The project’s approach to research, teaching, and service suggests a shift from “community-engaged” to “community-centered” faculty work, and, in areas such as Northwest Ecuador that are under siege on multiple fronts, the continued success of the project requires the involvement of like-minded faculty from a range of disciplines. Even as community members realize that it is in their best interests to protect the environment, Karubian recognizes that “they face stark economic choices, which often force them to make sub-optimal decisions in the name of short term economic necessity…. In the future,” he explains, “I hope to collaborate with colleagues who have expertise in sustainable development, social science, and environmental economics to expand the model of engaged scholarship we currently have up and running in the ecological sphere.” Karubian’s research has been recognized with a prestigious International Research Experience for Students (IRES) grant from the National Science Foundation, which provides funding for 21 students from under-represented groups to conduct independent research in Australia in interaction with local residents, students, and researchers.
Locally at Tulane University, his Behavioral Ecology course combines both research and service to a local environmental advocacy agency, the Gulf Restoration Network (GRN), to use in their community outreach. In one instance, students researched local endangered fauna, packaging, in Karubian’s words, “the ‘Gee-whiz’ aspects of the animals’ behavior in an easily understood format” which they publicized through the community partner’s website and outreach programs. “A related goal,” he explains, “is for service learners to use the experience to gain a deeper appreciation for the ways in which behavioral ecology intersects with social, political, cultural and economic aspects of the lives in the Gulf Region.” In his Experimental Animal Behavior class, students collaborate with curators from the local Audubon Zoo to design, implement, and present the findings from research projects that address the needs of the zoo. Globally and locally, Dr. Karubian’s community engaged scholarship fulfills Tulane’s mission of “fostering community-building initiatives as well as scientific, cultural and social understanding that integrate with and strengthen learning and research.”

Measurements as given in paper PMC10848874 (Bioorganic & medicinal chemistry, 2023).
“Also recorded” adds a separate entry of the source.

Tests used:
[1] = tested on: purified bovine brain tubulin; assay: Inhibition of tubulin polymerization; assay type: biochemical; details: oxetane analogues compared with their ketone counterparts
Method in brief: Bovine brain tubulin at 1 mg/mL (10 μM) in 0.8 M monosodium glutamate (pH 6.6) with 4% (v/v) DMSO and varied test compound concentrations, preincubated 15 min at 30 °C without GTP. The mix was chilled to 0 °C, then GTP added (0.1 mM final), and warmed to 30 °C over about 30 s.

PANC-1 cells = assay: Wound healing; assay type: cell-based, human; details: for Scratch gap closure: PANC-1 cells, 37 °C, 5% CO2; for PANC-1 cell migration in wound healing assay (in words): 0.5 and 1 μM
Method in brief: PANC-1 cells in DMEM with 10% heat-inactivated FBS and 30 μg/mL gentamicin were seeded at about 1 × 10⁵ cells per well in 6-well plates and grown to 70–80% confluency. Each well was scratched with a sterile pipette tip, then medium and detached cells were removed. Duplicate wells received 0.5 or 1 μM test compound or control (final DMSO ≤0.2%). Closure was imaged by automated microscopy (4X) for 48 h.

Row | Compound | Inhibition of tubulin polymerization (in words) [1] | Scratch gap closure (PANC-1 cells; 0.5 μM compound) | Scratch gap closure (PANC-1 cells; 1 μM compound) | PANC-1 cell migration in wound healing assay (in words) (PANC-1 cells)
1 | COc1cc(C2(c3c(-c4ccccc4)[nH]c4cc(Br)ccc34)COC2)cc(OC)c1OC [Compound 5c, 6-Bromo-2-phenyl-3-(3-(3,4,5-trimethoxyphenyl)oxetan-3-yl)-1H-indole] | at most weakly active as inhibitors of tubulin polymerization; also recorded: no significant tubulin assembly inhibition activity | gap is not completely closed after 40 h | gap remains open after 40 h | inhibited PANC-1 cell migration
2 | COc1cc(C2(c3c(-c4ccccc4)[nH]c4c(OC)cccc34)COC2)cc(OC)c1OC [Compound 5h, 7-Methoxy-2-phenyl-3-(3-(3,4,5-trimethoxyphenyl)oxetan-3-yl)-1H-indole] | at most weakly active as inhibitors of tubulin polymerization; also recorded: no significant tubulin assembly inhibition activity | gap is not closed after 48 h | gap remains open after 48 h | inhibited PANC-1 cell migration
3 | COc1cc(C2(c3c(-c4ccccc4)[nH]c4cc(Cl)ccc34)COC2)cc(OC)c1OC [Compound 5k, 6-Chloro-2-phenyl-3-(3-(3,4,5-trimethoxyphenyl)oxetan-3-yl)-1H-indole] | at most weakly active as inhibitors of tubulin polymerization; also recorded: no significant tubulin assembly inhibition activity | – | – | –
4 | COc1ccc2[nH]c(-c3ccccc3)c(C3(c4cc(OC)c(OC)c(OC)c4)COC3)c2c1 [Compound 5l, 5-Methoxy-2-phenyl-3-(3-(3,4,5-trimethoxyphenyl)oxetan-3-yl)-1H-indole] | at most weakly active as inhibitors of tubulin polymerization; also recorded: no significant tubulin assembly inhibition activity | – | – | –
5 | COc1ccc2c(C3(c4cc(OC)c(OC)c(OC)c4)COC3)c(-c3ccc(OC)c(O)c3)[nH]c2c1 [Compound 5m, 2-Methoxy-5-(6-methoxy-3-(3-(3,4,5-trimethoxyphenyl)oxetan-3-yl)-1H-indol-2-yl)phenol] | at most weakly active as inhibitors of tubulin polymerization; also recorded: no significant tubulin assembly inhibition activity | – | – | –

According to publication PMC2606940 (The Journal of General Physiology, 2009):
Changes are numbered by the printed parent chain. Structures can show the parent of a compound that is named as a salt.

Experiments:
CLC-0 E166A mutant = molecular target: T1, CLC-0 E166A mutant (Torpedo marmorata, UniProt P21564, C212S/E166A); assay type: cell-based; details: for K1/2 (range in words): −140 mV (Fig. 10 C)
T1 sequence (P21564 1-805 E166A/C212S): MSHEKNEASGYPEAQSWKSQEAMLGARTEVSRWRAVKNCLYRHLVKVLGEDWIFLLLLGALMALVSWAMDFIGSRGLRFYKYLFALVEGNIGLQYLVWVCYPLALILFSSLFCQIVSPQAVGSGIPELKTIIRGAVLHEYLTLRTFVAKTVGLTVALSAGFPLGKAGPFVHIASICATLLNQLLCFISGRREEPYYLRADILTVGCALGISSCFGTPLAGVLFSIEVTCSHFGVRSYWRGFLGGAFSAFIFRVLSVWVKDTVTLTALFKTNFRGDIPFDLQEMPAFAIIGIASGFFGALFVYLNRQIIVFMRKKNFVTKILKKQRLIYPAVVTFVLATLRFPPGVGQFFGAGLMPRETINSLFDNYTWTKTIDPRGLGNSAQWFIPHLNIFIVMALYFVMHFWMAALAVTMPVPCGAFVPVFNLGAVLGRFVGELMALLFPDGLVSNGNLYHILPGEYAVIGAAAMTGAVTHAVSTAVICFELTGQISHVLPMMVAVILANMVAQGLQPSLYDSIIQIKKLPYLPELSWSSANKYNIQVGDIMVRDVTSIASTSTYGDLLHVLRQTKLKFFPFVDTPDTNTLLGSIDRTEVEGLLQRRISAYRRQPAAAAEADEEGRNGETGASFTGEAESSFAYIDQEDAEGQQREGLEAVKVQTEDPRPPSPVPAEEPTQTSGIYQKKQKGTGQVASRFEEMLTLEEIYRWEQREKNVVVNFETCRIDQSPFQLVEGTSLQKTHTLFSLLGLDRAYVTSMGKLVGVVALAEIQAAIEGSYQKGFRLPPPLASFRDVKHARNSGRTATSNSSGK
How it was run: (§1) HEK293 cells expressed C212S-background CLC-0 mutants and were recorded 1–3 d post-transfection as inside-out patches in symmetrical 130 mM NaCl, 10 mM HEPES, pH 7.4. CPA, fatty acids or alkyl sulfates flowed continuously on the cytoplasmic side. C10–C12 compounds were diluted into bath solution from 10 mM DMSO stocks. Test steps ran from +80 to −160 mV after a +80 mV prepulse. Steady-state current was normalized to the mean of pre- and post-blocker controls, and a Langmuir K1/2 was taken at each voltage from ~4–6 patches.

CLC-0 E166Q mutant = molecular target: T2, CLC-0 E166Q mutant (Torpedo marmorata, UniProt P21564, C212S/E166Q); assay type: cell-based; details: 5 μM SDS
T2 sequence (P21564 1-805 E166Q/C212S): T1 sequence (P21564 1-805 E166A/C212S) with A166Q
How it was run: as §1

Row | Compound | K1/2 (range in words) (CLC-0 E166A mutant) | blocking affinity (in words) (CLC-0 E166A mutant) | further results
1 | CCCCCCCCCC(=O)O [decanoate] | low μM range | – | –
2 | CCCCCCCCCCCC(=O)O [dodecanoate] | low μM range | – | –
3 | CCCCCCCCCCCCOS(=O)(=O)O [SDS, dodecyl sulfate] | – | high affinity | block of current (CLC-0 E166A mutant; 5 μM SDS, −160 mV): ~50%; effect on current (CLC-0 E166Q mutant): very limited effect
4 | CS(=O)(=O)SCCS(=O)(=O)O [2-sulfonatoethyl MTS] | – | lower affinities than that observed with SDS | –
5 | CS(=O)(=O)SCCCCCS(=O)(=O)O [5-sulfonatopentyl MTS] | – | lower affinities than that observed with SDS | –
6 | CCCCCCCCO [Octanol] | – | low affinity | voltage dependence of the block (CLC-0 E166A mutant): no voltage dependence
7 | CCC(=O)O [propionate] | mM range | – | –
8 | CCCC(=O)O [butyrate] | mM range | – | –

The 2012 Lynton Award will be presented at the 18th Annual Conference of the Coalition of Urban and Metropolitan Universities (CUMU) which will be held from October 13-16, 2012, at the University of Tennessee at Chattanooga. CUMU is a co-sponsor of the Award.